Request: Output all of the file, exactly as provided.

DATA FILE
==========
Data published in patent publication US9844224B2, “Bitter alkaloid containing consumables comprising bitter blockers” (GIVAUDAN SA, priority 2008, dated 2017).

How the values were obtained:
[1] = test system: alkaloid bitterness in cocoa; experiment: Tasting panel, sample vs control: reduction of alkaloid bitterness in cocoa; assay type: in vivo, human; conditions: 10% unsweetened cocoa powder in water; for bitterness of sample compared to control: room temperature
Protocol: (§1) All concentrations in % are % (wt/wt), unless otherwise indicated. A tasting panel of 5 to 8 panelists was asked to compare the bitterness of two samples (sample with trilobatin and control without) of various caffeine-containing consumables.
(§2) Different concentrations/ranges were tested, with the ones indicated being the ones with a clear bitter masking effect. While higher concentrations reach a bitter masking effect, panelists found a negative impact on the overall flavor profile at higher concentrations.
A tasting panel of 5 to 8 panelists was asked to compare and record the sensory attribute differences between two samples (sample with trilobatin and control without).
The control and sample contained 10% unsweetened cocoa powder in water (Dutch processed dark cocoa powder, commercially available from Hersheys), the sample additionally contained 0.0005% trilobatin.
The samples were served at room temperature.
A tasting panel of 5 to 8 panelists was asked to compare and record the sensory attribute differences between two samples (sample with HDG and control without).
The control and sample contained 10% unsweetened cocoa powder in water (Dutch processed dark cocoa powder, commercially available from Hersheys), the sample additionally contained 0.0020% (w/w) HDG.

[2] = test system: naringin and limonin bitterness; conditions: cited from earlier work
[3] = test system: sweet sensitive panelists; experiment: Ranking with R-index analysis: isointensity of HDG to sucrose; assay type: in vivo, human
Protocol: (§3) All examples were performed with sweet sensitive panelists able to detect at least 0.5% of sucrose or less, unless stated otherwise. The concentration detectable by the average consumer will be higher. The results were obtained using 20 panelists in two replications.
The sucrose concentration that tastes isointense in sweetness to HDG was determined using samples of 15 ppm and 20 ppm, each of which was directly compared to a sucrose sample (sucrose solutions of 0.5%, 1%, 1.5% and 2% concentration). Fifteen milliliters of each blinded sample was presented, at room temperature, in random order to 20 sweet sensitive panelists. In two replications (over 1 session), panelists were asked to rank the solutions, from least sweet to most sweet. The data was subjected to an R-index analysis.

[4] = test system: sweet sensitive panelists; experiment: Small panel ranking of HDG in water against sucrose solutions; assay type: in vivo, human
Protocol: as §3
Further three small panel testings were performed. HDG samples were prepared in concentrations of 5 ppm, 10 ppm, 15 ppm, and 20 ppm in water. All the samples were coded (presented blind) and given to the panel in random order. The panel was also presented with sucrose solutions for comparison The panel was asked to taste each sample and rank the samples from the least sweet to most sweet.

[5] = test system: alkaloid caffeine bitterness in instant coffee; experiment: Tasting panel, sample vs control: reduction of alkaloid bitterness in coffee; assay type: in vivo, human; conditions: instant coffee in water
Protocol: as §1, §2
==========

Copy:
Data published in patent publication US9844224B2, “Bitter alkaloid containing consumables comprising bitter blockers” (GIVAUDAN SA, priority 2008, dated 2017).

How the values were obtained:
[1] = test system: alkaloid bitterness in cocoa; experiment: Tasting panel, sample vs control: reduction of alkaloid bitterness in cocoa; assay type: in vivo, human; conditions: 10% unsweetened cocoa powder in water; for bitterness of sample compared to control: room temperature
Protocol: (§1) All concentrations in % are % (wt/wt), unless otherwise indicated. A tasting panel of 5 to 8 panelists was asked to compare the bitterness of two samples (sample with trilobatin and control without) of various caffeine-containing consumables.
(§2) Different concentrations/ranges were tested, with the ones indicated being the ones with a clear bitter masking effect. While higher concentrations reach a bitter masking effect, panelists found a negative impact on the overall flavor profile at higher concentrations.
A tasting panel of 5 to 8 panelists was asked to compare and record the sensory attribute differences between two samples (sample with trilobatin and control without).
The control and sample contained 10% unsweetened cocoa powder in water (Dutch processed dark cocoa powder, commercially available from Hersheys), the sample additionally contained 0.0005% trilobatin.
The samples were served at room temperature.
A tasting panel of 5 to 8 panelists was asked to compare and record the sensory attribute differences between two samples (sample with HDG and control without).
The control and sample contained 10% unsweetened cocoa powder in water (Dutch processed dark cocoa powder, commercially available from Hersheys), the sample additionally contained 0.0020% (w/w) HDG.

[2] = test system: naringin and limonin bitterness; conditions: cited from earlier work
[3] = test system: sweet sensitive panelists; experiment: Ranking with R-index analysis: isointensity of HDG to sucrose; assay type: in vivo, human
Protocol: (§3) All examples were performed with sweet sensitive panelists able to detect at least 0.5% of sucrose or less, unless stated otherwise. The concentration detectable by the average consumer will be higher. The results were obtained using 20 panelists in two replications.
The sucrose concentration that tastes isointense in sweetness to HDG was determined using samples of 15 ppm and 20 ppm, each of which was directly compared to a sucrose sample (sucrose solutions of 0.5%, 1%, 1.5% and 2% concentration). Fifteen milliliters of each blinded sample was presented, at room temperature, in random order to 20 sweet sensitive panelists. In two replications (over 1 session), panelists were asked to rank the solutions, from least sweet to most sweet. The data was subjected to an R-index analysis.

[4] = test system: sweet sensitive panelists; experiment: Small panel ranking of HDG in water against sucrose solutions; assay type: in vivo, human
Protocol: as §3
Further three small panel testings were performed. HDG samples were prepared in concentrations of 5 ppm, 10 ppm, 15 ppm, and 20 ppm in water. All the samples were coded (presented blind) and given to the panel in random order. The panel was also presented with sucrose solutions for comparison The panel was asked to taste each sample and rank the samples from the least sweet to most sweet.

[5] = test system: alkaloid caffeine bitterness in instant coffee; experiment: Tasting panel, sample vs control: reduction of alkaloid bitterness in coffee; assay type: in vivo, human; conditions: instant coffee in water
Protocol: as §1, §2